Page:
BY LINDSAY VANHULLE
TRAVERSE CITY — On snowy nights, Chris Kroupa’s job begins after dark.
He often starts his plow truck before 2 a.m., surveys commercial parking lots and calls in his two employees to discuss the night’s plan.
But Kroupa knows by now that any plans he makes might be rendered obsolete in a matter of hours. Take Monday, for instance. A lake-effect snow system picked up overnight, after his crews already had plowed and salted several lots.
“It’s just part of the career that I’ve chosen,” said Kroupa, owner of Landgreen Lawncare, who clears snow from parking lots and driveways within Traverse City limits, on Old Mission Peninsula and on the west side of Grand Traverse County.
“It’s usually not until a day like today when we get several calls because of the amount of snow,” he said Monday morning. “I’ve been on the phone for pretty much the last couple hours.”
Winter is here, if not officially than certainly in spirit. The region is tangled in a lake-effect snow band that is most intense west of Interstate 75 toward the Lake Michigan shoreline.
A North Atlantic storm system pushed into Quebec at the same time high pressure moved into the Great Plains, leaving the Great Lakes region caught in the middle, said Scott Rozanski, a meteorologist with the National Weather Service in Gaylord.
Lake Michigan is still warm, so lake-effect conditions were prime as cold air entered. About nine inches fell in the Traverse City area from Sunday to Monday, with some spots generating a foot of fresh powder, said NWS meteorologist Brian Adam. Part of northern Missaukee County received nearly a foot.
The system should begin to taper off today, with snow falling less persistently through the end of the week, Rozanski said. High temperatures are expected to be in the mid-20s, with lows in the teens.
Because the ground hasn’t frozen yet, snow and wind created slick road conditions. Trouble spots Monday included areas near Hobbs Highway, River Road and Garfield Road, Grand Traverse County sheriff’s Lt. Bryan Marrow said.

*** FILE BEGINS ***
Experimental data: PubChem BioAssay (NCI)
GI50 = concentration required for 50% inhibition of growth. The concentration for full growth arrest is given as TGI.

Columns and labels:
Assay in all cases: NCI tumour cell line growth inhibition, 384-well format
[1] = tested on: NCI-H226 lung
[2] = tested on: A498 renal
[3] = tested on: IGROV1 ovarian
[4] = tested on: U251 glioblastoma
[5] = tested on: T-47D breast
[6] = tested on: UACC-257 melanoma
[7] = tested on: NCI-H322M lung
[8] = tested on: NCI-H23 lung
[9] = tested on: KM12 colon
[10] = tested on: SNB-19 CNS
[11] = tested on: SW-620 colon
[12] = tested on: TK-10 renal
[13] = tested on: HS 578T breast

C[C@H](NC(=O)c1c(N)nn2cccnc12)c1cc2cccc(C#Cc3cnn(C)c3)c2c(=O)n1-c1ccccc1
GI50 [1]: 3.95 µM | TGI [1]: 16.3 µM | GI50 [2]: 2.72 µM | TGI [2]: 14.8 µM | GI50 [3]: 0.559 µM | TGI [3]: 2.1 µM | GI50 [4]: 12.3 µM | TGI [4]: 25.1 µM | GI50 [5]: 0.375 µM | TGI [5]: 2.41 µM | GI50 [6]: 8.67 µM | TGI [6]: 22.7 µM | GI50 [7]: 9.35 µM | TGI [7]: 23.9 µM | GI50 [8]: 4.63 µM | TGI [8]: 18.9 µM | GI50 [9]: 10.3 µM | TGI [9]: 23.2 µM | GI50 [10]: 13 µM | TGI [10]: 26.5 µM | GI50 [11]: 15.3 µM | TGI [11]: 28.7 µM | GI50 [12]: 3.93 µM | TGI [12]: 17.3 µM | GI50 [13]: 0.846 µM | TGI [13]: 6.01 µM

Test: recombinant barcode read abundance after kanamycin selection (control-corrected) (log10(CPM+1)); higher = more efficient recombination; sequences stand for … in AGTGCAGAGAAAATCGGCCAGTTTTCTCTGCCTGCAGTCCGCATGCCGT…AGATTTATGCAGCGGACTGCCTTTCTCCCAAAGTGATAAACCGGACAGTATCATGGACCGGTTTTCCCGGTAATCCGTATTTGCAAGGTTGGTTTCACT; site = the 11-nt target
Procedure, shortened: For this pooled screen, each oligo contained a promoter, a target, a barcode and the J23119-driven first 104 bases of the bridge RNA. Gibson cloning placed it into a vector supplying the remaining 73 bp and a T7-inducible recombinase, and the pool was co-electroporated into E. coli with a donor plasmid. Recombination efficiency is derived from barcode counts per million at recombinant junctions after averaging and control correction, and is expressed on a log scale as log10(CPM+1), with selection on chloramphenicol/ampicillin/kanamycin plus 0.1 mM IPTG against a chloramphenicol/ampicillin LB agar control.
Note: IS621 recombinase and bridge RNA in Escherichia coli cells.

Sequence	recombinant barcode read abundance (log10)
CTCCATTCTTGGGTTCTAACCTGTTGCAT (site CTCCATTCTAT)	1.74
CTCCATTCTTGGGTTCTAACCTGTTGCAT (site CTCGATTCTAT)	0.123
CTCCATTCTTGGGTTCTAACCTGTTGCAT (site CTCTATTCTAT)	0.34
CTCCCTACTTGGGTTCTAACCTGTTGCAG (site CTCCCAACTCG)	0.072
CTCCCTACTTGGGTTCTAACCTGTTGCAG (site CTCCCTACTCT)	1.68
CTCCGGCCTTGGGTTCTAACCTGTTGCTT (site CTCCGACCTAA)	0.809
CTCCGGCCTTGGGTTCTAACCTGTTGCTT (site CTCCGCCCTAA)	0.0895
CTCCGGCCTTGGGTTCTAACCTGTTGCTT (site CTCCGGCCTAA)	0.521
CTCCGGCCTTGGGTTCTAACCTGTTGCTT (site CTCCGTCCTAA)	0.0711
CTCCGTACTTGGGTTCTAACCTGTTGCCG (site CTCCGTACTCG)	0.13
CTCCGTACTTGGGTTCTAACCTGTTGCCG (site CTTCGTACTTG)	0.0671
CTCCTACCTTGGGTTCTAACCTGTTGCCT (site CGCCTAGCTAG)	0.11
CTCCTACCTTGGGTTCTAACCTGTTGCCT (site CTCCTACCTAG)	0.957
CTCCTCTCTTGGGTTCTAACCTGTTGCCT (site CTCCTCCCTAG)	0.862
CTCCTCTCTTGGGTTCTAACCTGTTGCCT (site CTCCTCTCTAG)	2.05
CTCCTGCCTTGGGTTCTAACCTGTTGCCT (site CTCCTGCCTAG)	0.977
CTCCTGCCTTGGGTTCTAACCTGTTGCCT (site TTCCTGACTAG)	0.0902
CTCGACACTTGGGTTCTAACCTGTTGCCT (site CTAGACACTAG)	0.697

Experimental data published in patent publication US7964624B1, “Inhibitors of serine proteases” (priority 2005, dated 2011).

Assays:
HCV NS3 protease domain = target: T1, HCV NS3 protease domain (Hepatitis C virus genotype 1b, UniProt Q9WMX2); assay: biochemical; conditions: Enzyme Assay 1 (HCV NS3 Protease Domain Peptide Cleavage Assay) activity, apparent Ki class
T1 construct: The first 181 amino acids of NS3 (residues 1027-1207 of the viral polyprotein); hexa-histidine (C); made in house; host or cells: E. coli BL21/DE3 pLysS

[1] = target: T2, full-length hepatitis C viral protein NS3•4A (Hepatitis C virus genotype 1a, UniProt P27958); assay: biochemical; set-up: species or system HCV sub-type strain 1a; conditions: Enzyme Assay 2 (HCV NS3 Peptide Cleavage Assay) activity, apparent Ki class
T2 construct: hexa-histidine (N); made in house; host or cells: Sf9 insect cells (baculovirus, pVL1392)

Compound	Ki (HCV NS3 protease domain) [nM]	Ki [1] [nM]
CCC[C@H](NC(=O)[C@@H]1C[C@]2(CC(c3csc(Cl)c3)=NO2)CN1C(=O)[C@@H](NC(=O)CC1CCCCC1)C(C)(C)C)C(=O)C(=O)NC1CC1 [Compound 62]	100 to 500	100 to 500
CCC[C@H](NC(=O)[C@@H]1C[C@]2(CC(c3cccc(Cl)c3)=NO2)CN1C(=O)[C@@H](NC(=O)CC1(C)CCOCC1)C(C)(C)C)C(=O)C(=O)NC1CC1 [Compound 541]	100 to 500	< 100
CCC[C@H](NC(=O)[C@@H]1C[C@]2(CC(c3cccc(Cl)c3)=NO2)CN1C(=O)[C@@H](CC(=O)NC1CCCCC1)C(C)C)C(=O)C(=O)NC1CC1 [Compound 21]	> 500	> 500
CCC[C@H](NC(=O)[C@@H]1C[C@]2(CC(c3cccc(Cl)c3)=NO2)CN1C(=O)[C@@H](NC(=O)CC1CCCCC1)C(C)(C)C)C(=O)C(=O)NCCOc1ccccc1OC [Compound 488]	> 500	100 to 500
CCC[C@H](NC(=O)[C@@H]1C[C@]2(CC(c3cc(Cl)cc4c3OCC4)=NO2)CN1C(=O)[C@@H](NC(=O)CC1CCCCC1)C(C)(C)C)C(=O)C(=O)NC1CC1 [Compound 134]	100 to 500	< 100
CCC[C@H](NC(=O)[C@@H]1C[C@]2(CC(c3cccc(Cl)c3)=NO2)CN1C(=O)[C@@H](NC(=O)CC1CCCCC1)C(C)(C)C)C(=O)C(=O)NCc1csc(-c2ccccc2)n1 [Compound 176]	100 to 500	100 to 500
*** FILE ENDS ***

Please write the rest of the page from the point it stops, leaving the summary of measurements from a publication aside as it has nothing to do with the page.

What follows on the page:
A majority of the day’s calls were for cars that slid off of the road, Marrow said, adding that more incidents were reported when snow fell in late November.
“For the volume, how fast it’s coming down, it hasn’t been all that bad for us,” Marrow said. “It’s been far less busy than it was then.”
Weekend traffic incidents sent at least five vehicles Monday to Sonny’s Body Shop in Traverse City.
Co-owner Robert Valleau said four repair estimates were done in the morning, with a fifth — a rollover crash — scheduled to be towed in sometime that day.
“The first snow, of course everybody forgets how to drive in it,” he said. “Usually, we stay pretty steady through the winter, as long as there’s snow.”
Grand Traverse County’s road commission on Sunday sent 16 trucks out during the day and six at night, said Jim Valade, maintenance supervisor.
All 27 crews were out Monday, and focused on state highways and main county roads because of how fast snow fell, Valade said.
By noon, South Airport Road had been plowed “probably 15 times,” he said. Some secondary roads and subdivisions might not be cleared until today or Wednesday.
“We’re cleaning up from (Sunday) and then dealing with what we’re getting today,” said Jim Bowers, superintendent of the Benzie County Road Commission, which activated all 16 of its trucks Monday. Four only handled state highways.
Grand Traverse County last week had about 13,000 tons of salt, a good portion left over from last year’s drier season. Benzie County has roughly 7,500 tons.
Paul Goodman, who lives in Florida during the summer, left the warm weather and beaches in August to get a taste of a northern Michigan winter.
Goodman, of Beulah, found exactly that Monday as he braved the roads to go shopping in Traverse City. He said he never exceeded 45 mph on his wintry trek to avoid an accident.
“I’ve never been a beach person,” he said. “I really want the scenery.”
Staff writer Alex Piazza contributed to this report.
BY LINDSAY VANHULLE
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